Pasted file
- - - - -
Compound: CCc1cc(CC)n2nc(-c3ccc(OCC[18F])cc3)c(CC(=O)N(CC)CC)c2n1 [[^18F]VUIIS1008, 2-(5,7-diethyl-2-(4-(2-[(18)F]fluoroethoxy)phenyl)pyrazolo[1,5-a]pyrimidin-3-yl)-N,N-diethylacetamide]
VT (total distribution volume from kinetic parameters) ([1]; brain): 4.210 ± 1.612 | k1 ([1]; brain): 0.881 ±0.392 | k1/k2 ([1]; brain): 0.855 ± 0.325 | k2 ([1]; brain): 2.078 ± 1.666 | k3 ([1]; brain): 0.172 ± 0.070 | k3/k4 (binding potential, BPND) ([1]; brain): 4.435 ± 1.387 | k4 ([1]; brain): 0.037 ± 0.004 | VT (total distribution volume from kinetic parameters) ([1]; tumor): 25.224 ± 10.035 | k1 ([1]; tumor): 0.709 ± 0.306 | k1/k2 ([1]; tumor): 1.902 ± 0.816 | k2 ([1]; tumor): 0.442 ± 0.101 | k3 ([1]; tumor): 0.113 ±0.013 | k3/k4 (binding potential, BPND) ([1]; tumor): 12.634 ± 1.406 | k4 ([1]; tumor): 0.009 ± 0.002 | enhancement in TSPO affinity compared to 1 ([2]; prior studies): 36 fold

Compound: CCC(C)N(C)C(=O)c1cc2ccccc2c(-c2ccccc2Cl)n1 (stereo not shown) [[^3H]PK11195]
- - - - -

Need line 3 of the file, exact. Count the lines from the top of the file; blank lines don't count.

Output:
Compound: CCC(C)N(C)C(=O)c1cc2ccccc2c(-c2ccccc2Cl)n1 (stereo not shown) [[^3H]PK11195]